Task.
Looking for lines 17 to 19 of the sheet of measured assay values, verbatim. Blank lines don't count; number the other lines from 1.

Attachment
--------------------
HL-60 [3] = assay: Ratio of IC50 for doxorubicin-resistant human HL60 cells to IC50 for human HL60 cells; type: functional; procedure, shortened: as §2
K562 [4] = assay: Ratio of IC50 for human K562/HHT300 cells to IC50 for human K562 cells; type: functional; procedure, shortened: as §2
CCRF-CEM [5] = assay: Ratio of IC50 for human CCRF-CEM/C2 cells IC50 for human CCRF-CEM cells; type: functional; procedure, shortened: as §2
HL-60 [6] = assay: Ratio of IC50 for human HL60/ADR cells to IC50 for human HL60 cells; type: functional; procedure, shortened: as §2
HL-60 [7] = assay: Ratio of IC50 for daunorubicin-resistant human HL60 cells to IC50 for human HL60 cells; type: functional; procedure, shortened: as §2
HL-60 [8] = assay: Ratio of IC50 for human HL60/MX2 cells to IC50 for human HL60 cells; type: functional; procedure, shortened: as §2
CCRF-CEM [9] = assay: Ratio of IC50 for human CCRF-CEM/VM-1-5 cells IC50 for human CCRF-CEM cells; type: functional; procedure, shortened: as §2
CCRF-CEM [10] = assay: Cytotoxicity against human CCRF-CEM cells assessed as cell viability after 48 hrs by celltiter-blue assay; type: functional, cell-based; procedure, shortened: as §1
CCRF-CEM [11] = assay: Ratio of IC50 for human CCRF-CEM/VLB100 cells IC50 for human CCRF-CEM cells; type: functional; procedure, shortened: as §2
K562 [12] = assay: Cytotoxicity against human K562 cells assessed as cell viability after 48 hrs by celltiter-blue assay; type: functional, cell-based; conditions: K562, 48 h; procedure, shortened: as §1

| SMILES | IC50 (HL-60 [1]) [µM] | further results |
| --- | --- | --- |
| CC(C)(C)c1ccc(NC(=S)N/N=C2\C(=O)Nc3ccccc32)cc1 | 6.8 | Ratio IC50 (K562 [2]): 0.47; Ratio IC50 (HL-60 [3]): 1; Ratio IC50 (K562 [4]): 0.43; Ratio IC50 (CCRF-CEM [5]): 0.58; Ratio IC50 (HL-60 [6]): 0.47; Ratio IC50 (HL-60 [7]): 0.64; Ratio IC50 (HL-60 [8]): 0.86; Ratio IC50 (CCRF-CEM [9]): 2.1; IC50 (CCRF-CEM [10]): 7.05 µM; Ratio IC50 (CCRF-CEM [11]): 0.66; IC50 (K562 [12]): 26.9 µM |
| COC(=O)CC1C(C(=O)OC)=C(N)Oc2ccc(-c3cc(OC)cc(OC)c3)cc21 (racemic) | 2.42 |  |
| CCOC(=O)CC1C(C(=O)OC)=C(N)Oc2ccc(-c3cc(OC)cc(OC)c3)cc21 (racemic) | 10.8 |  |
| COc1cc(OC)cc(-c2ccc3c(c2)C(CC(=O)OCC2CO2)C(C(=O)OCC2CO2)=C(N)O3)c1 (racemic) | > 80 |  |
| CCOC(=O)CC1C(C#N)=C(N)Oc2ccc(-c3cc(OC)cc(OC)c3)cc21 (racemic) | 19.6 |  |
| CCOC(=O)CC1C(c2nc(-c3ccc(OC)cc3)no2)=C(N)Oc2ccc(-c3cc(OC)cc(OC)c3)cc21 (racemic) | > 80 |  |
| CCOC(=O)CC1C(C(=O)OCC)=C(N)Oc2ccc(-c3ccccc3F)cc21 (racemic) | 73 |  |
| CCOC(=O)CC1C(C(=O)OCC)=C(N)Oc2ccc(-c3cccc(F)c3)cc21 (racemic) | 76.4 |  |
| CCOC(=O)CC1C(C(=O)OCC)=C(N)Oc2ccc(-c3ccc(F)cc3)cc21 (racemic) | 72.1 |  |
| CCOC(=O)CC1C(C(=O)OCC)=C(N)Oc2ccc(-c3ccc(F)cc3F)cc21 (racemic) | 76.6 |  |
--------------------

| CCOC(=O)CC1C(C#N)=C(N)Oc2ccc(-c3cc(OC)cc(OC)c3)cc21 (racemic) | 19.6 |  |
| CCOC(=O)CC1C(c2nc(-c3ccc(OC)cc3)no2)=C(N)Oc2ccc(-c3cc(OC)cc(OC)c3)cc21 (racemic) | > 80 |  |
| CCOC(=O)CC1C(C(=O)OCC)=C(N)Oc2ccc(-c3ccccc3F)cc21 (racemic) | 73 |  |